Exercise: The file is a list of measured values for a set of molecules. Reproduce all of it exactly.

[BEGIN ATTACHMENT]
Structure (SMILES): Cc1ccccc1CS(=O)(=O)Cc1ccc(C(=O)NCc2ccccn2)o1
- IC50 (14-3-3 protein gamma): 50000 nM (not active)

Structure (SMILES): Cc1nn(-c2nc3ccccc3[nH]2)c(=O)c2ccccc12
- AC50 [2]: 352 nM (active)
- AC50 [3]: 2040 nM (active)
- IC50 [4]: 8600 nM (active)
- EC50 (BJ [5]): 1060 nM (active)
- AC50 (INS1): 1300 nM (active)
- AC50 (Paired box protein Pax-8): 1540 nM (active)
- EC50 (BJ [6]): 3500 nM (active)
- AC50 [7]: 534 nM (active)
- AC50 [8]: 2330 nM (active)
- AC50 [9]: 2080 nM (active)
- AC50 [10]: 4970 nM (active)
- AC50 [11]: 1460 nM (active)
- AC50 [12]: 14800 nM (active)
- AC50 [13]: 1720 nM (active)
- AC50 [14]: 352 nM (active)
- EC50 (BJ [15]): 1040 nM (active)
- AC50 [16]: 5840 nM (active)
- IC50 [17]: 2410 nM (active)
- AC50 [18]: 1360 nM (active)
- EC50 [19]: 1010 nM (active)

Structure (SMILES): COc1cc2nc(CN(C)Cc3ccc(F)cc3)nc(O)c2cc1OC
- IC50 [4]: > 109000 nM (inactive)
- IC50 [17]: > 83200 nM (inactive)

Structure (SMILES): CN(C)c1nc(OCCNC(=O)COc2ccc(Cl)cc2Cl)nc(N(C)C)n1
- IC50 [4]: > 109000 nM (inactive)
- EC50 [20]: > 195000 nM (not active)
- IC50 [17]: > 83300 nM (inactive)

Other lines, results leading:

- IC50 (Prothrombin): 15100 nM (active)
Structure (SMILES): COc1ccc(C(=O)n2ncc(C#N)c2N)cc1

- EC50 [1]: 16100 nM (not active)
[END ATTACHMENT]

Structure (SMILES): Cc1ccccc1CS(=O)(=O)Cc1ccc(C(=O)NCc2ccccn2)o1
- IC50 (14-3-3 protein gamma): 50000 nM (not active)

Structure (SMILES): Cc1nn(-c2nc3ccccc3[nH]2)c(=O)c2ccccc12
- AC50 [2]: 352 nM (active)
- AC50 [3]: 2040 nM (active)
- IC50 [4]: 8600 nM (active)
- EC50 (BJ [5]): 1060 nM (active)
- AC50 (INS1): 1300 nM (active)
- AC50 (Paired box protein Pax-8): 1540 nM (active)
- EC50 (BJ [6]): 3500 nM (active)
- AC50 [7]: 534 nM (active)
- AC50 [8]: 2330 nM (active)
- AC50 [9]: 2080 nM (active)
- AC50 [10]: 4970 nM (active)
- AC50 [11]: 1460 nM (active)
- AC50 [12]: 14800 nM (active)
- AC50 [13]: 1720 nM (active)
- AC50 [14]: 352 nM (active)
- EC50 (BJ [15]): 1040 nM (active)
- AC50 [16]: 5840 nM (active)
- IC50 [17]: 2410 nM (active)
- AC50 [18]: 1360 nM (active)
- EC50 [19]: 1010 nM (active)

Structure (SMILES): COc1cc2nc(CN(C)Cc3ccc(F)cc3)nc(O)c2cc1OC
- IC50 [4]: > 109000 nM (inactive)
- IC50 [17]: > 83200 nM (inactive)

Structure (SMILES): CN(C)c1nc(OCCNC(=O)COc2ccc(Cl)cc2Cl)nc(N(C)C)n1
- IC50 [4]: > 109000 nM (inactive)
- EC50 [20]: > 195000 nM (not active)
- IC50 [17]: > 83300 nM (inactive)

Other lines, results leading:

- IC50 (Prothrombin): 15100 nM (active)
Structure (SMILES): COc1ccc(C(=O)n2ncc(C#N)c2N)cc1

- EC50 [1]: 16100 nM (not active)